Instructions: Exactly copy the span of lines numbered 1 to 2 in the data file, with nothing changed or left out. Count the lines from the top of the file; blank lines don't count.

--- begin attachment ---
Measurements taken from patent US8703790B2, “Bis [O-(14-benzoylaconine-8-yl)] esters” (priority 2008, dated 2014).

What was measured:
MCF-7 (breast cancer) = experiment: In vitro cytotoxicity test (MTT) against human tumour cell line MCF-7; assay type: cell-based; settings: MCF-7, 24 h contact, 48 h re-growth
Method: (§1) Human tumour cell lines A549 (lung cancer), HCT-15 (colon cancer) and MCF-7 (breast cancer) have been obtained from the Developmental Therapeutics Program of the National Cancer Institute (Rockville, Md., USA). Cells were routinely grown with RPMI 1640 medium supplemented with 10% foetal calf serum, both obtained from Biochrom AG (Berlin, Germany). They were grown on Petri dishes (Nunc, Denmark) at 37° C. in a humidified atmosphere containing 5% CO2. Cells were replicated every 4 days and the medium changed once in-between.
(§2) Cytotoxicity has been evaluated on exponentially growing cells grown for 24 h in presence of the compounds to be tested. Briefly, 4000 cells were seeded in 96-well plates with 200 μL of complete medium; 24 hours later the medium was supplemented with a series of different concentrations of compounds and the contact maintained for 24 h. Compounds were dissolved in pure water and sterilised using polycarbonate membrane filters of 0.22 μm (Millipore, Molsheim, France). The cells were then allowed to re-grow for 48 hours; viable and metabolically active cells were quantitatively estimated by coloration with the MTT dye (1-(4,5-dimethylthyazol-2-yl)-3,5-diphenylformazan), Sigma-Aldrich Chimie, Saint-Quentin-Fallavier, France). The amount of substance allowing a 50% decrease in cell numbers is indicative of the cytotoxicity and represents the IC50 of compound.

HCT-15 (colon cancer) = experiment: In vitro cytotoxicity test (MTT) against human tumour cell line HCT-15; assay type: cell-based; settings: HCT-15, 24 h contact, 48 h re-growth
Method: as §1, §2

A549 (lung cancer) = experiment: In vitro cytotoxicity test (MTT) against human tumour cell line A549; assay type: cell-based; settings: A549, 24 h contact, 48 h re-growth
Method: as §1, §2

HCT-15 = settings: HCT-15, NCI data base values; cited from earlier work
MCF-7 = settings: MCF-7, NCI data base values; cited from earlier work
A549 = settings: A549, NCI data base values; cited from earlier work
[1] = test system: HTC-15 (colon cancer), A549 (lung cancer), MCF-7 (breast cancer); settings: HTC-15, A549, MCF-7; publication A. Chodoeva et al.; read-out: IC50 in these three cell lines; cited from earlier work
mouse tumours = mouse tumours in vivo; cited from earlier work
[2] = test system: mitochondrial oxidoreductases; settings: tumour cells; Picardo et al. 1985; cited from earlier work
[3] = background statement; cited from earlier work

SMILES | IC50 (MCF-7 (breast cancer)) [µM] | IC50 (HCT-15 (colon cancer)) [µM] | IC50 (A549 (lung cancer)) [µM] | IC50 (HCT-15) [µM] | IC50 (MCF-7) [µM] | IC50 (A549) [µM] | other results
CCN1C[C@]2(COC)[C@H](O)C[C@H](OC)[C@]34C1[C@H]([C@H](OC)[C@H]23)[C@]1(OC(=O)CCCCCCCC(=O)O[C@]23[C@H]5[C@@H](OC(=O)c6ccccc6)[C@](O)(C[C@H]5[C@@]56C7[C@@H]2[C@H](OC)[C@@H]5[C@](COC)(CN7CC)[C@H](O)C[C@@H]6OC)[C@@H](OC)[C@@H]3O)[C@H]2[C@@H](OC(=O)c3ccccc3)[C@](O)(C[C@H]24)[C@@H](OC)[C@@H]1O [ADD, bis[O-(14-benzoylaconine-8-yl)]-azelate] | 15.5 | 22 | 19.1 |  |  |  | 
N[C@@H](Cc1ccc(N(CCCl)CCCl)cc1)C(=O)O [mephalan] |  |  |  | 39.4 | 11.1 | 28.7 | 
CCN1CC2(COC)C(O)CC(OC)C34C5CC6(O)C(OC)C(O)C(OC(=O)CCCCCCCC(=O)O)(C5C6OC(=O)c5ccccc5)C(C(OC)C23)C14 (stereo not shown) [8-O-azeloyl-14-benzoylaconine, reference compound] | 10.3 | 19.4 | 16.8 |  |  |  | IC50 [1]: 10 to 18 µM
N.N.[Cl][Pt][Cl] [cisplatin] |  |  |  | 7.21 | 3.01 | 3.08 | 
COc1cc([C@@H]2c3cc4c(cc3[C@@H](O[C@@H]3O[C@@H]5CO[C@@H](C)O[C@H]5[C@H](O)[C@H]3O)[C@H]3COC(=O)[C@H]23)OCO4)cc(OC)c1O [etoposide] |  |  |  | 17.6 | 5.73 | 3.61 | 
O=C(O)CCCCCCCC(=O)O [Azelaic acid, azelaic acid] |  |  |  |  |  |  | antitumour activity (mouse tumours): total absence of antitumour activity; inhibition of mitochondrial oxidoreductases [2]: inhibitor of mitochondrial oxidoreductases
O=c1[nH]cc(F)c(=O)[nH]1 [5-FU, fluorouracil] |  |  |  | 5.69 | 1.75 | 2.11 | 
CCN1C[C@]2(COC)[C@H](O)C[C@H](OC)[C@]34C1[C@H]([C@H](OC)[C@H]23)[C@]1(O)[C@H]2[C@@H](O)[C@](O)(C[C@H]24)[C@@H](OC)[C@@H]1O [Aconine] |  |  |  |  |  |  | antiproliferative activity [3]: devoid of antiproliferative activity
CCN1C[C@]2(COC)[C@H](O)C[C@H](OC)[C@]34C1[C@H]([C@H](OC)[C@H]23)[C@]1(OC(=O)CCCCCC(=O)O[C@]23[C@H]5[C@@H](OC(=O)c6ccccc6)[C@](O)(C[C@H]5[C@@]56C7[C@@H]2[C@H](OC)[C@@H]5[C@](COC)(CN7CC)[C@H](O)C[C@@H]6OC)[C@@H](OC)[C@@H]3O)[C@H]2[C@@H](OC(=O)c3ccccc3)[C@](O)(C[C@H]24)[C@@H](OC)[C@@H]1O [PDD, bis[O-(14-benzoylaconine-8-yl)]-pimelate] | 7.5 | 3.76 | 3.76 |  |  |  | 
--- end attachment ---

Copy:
Measurements taken from patent US8703790B2, “Bis [O-(14-benzoylaconine-8-yl)] esters” (priority 2008, dated 2014).

What was measured: